8:13pm: The Mets do indeed like Bastardo, tweets Mike Puma of the New York Post, but the team isn’t willing to give him the three-year deal that he has been seeking on the open market this winter. The Mets are prepared to wait out the market for the remaining relievers, according to Puma.
8:01am: The Orioles and Mets are among the clubs holding discussions with free agent southpaw Antonio Bastardo, Buster Olney of ESPN.com reports on Twitter. Bastardo, 30, spent last year with the Pirates.
Bastardo joins Tyler Clippard as the only two unsigned relievers left on MLBTR’s pre-winter list of the top fifty free agents. In that post, Tim Dierkes predicted that he could command a three-year contract with a $15MM guarantee, though he could be aiming for more after fellow lefty Tony Sipp landed an $18MM promise earlier in the offseason.
While his bottom-line run prevention numbers have wavered from year to year, Bastardo has been rather consistent in terms of peripherals. For his career, the veteran has posted 11.0 K/9 against 4.3 BB/9, while generating a meager 28.7% groundball rate. He has, however, kept the long ball in check, allowing only a 7.0% HR/FB rate and 0.80 HR/9 dating back to his rookie season of 2009.
Those numbers support his overall 3.45 ERA. Bastardo has carried a 3.20 SIERA to go with a 3.33 FIP, both of which suggest that he may have been a bit unlucky. On the other hand, xFIP only values his overall contributions at a 3.87 ERA equivalency.
That last metric has not been enamored of Bastardo’s work, in particular, over the past three years. He has been particularly fortunate in terms of limiting home runs in that span, with a HR/FB rate hovering below 5%. And last year, there was some cause to question the sub-3.00, as Bastardo benefited from a .246 BABIP despite allowing a career-high 32.2% hard contact rate.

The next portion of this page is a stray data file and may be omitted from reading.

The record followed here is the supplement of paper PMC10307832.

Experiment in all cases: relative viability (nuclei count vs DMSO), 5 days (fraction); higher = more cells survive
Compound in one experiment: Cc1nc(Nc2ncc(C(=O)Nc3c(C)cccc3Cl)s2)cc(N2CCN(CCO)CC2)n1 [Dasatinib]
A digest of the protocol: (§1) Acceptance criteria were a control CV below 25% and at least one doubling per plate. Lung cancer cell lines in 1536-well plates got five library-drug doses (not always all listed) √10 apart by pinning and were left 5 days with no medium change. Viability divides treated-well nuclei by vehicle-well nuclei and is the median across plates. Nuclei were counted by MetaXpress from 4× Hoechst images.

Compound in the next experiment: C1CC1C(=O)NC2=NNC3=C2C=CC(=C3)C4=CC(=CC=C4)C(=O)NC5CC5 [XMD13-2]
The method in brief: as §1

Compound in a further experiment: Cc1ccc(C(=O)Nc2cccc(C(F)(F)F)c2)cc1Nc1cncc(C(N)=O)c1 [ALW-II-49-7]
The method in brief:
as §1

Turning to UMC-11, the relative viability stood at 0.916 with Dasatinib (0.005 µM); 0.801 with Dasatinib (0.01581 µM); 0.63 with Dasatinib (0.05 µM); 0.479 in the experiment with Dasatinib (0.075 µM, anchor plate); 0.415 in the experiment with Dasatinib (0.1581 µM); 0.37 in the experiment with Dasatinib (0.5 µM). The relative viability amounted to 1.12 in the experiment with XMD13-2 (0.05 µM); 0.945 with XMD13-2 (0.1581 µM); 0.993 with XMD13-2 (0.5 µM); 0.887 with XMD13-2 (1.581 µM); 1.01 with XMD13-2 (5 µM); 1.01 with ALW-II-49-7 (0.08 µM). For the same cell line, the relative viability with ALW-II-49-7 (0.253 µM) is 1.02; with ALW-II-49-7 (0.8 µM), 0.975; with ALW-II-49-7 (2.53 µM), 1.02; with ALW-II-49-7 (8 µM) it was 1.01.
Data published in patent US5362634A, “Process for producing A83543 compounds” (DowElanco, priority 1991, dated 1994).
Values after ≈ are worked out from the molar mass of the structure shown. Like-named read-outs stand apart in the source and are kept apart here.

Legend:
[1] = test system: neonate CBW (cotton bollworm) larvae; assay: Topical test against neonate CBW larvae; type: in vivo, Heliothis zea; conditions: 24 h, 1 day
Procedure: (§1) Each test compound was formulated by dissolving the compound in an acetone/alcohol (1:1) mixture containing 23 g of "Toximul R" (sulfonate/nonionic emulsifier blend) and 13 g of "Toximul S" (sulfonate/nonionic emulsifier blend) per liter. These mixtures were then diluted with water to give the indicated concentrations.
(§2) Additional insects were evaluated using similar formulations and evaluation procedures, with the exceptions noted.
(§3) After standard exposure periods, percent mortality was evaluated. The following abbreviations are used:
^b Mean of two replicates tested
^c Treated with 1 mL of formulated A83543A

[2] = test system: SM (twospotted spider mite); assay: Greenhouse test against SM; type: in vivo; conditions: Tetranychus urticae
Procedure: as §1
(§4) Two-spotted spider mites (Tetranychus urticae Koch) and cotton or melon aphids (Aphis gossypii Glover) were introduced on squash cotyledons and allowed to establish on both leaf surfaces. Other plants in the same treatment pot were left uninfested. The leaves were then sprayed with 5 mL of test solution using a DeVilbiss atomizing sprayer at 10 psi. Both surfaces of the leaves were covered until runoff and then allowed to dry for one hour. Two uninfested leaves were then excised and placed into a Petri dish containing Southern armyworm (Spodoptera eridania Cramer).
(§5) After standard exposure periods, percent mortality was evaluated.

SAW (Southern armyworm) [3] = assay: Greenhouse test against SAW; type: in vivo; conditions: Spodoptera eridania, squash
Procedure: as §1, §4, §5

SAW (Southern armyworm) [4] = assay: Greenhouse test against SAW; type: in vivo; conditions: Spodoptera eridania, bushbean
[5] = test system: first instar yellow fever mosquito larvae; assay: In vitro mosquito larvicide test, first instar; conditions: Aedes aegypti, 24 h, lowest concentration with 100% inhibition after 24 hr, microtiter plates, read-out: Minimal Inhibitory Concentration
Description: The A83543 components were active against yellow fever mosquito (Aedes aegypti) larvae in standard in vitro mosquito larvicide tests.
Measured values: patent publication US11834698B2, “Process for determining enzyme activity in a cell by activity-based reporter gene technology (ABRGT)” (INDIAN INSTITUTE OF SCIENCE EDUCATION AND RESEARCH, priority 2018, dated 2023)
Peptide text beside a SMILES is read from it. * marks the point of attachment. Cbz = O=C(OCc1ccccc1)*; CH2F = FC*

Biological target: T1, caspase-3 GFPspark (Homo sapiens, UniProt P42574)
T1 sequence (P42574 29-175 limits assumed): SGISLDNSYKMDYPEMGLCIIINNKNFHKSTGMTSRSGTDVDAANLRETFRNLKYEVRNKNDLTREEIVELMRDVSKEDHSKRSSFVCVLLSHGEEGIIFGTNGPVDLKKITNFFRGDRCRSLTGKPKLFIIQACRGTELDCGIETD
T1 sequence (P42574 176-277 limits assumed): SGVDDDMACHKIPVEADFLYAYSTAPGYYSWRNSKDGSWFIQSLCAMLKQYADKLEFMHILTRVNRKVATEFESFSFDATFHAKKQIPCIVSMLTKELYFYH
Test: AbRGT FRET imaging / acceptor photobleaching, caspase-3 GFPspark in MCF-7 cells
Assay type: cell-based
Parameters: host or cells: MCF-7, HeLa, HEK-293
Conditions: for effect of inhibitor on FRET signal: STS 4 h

But the southpaw also generated a 14.6% swinging-strike rate in his sole season in Pittsburgh, good for the second-best mark of his career. And his velocity actually trended up to 92.7 mph on the season.
Importantly, too, Bastardo recovered from a tough start with a nice run to end the year. And while he was even better against opposing lefties, he also limited right-handed hitters to a .207/.311/.315 batting line. That lines up with his career numbers, and will surely give teams comfort that he’ll be a flexible setup piece.
It isn’t surprising to hear that Baltimore and New York are among the suitors for Bastardo, but neither of these particular organizations seem to be in particular need of a lefty pen arm. The O’s top southpaw (outside of closer Zach Britton) is Brian Matusz, who has turned in solid results over the past three years. And the Mets already re-signed Jerry Blevins to go with Sean Gilmartin.
But particularly if one views Bastardo as a late-inning option who is nearly as useful against righties as lefties, it’s easy to see him drawing wide interest. (The same holds true, it’s worth noting, of Clippard.) Even at this late stage of the winter, there figure to be more clubs that will be involved as his market develops.